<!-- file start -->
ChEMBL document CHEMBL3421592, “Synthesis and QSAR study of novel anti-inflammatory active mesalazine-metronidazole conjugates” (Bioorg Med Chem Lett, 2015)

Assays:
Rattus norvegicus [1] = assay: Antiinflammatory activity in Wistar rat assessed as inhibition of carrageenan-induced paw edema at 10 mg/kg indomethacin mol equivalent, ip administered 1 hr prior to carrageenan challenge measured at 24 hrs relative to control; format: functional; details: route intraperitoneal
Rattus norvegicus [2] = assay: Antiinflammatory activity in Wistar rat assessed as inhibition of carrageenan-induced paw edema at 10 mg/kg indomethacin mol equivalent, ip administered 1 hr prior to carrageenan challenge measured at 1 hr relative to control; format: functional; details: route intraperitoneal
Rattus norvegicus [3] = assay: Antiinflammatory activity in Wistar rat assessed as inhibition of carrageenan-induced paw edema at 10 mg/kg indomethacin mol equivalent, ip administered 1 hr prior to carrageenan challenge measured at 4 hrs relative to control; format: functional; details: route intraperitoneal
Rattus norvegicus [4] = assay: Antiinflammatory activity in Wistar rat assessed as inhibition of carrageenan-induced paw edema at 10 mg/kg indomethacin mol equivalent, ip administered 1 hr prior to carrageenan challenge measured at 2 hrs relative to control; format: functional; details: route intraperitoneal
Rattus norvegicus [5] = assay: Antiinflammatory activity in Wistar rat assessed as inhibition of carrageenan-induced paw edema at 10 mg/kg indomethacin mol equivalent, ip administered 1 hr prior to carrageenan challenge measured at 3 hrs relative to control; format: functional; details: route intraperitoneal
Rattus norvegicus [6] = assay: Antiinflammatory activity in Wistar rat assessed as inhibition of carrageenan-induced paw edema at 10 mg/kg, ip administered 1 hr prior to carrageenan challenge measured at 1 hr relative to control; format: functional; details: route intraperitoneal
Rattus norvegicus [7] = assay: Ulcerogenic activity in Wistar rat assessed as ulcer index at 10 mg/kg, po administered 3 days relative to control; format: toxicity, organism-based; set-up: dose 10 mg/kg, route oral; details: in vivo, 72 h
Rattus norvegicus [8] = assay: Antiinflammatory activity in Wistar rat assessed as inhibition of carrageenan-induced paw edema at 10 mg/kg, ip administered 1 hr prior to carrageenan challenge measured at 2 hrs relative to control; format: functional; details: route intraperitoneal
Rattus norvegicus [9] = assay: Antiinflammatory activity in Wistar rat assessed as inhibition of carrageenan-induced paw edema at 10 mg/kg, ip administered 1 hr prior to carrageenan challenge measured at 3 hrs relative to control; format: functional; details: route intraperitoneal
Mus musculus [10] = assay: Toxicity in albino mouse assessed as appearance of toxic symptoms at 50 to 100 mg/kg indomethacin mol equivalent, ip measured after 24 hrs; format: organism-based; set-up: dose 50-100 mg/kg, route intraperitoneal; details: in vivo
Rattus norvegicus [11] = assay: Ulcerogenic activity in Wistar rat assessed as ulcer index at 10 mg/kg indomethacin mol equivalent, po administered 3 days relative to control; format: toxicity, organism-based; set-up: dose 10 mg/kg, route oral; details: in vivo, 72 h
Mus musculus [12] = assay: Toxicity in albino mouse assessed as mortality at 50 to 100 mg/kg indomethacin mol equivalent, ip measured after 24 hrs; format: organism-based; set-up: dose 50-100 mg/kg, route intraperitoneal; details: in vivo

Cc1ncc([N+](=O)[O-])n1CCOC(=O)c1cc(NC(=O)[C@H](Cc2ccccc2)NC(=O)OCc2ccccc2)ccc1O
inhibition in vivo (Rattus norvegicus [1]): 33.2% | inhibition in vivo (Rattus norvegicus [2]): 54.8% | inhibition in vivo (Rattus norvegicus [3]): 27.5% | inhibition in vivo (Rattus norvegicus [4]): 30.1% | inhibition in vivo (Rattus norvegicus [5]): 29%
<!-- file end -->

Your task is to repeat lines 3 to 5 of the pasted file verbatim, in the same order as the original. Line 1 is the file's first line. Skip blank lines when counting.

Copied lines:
Rattus norvegicus [1] = assay: Antiinflammatory activity in Wistar rat assessed as inhibition of carrageenan-induced paw edema at 10 mg/kg indomethacin mol equivalent, ip administered 1 hr prior to carrageenan challenge measured at 24 hrs relative to control; format: functional; details: route intraperitoneal
Rattus norvegicus [2] = assay: Antiinflammatory activity in Wistar rat assessed as inhibition of carrageenan-induced paw edema at 10 mg/kg indomethacin mol equivalent, ip administered 1 hr prior to carrageenan challenge measured at 1 hr relative to control; format: functional; details: route intraperitoneal
Rattus norvegicus [3] = assay: Antiinflammatory activity in Wistar rat assessed as inhibition of carrageenan-induced paw edema at 10 mg/kg indomethacin mol equivalent, ip administered 1 hr prior to carrageenan challenge measured at 4 hrs relative to control; format: functional; details: route intraperitoneal